–Dan Kelly, Attorney

Can you spot the genuine iPad?

Back in July, I blogged about my then-discovery that Apple did not own the federal trademark registration for iPhone.  Needless to say, when I heard about Apple’s new iPad product, I just had to see if they were out in front in securing trademark rights to this name.  They’re not, at least not in the U.S.  As you may have read in the Wall Street Journal here and here, Fujitsu owns a pending U.S. trademark application for IPAD for use in connection with “hand-held computing device for wireless networking in a retail environment.”  Fujitsu claims first use of the mark in January 2002.

Apple?  Well, it appears that Apple is using a proxy (itself a subject for a whole separate discussion) by the name of IP Application Development to secure registered rights to the IPAD trademark.  That application claims priority to a July 2009 application filed in Trinidad and Tobago.  (Trinidad and Tobago?  Another discussion topic.)

Let’s see:  Marks are identical, goods are highly similar, if not identical, and priority of January 2002 versus July 2009.  Slam dunk, right?  “No contest,” you say?  Apple, pick again?

NOT SO FAST!  No, this may get interesting.  You see, Fujitsu’s application to register IPAD lapsed and was declared abandoned, only to be revived in June 2009 — a mere month before Apple’s first apparent claim to rights.  This makes for a much closer race.  Further, Apple (not IP Application Development) has filed extensions of time to oppose Fujitsu’s IPAD trademark application–extensions that will expire on February 28.  We should know Apple’s next move within a month’s time.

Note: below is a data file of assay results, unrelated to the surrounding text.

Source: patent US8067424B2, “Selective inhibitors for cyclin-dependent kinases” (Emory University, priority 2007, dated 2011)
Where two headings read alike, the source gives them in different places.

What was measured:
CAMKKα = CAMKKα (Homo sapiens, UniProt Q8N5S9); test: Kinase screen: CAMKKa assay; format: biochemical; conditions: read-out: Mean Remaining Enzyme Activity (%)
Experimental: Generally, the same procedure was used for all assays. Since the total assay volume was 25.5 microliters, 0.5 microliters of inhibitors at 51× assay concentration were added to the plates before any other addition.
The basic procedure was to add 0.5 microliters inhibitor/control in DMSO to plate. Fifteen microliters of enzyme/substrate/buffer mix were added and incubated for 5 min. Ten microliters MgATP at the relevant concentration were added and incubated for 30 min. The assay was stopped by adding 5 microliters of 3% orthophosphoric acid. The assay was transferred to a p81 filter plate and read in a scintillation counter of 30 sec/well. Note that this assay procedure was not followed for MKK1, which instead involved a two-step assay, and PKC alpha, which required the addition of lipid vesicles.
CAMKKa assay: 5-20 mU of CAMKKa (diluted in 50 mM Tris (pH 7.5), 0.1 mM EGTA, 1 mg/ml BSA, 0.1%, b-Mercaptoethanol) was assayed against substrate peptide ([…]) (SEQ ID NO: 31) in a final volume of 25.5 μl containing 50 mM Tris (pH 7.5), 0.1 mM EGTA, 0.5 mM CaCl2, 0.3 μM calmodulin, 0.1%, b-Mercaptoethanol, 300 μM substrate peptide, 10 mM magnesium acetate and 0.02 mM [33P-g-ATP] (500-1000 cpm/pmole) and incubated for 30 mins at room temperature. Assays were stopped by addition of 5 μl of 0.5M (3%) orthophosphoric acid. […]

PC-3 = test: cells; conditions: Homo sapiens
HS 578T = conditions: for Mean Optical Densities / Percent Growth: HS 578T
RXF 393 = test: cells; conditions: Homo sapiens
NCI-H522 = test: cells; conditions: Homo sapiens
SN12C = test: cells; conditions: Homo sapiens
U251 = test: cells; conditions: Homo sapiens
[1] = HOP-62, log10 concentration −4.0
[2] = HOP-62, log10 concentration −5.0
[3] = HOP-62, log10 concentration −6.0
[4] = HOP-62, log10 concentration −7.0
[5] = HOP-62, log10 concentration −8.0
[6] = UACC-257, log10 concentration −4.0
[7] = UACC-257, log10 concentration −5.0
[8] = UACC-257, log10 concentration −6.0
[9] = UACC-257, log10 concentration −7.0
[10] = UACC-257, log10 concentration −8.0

My assessment?  Unlike horseshoes and hand grenades, closer does not count for much here.  Priority is priority, and Apple is likely to face a difficult time surmounting some eight years of common law rights that appear to belong to Fujitsu, even if it could somehow bring down Fujitsu’s application, which doesn’t look promising.  (Trademark geeks see here for reason.)

Combined with the iPhone kerfuffle, I am now really wondering what Apple’s trademark clearance process and discussions are like.  Selling iPods and iPhones is like printing money, so maybe Apple believes that it can just buy its way through all of these thickets.  Even so, wouldn’t you want the purchase complete before the product unveiling?

  • Great points Dan. Apple has a brand vernacular it wants to follow and seems willing to take on anyone to achieve it. This will be an interesting case and may end up in law school classes. It should certainly be part of branding and product marketing curriculum.
    This could turn into an interesting slugfest.
    Also, it looks like kerfuffle is the word of the week. You can even have an email address with @kerfuffle.com. Take a look at http://www.kerfuffle.com.

  • Anonymous

    But doesn’t Apple have a pretty good argument that Fujitsu’s iPad mark is confusingly similar to iP_o_d? And if they lose, they’ll lose on the basis of the difference in the goods, which puts them partway towards a pretty good argument that the goods of the two iPads are different enough that there’s no confusion.

  • Dan Kelly

    Anon.,
    You raise a good point. Apple’s claimed first use date for IPOD is October 2001, which does get them behind Fujitsu’s IPAD claimed first use date by a few months, but I think it is not a foregone conclusion that if Apple asserts its rights in IPOD and wins that it will necessarily turn on distinguishing the goods. Even if it does, it will be much closer in the case if IPAD vs. IPAD — when the marks are identical, the goods need not be as similar to prove likely confusion.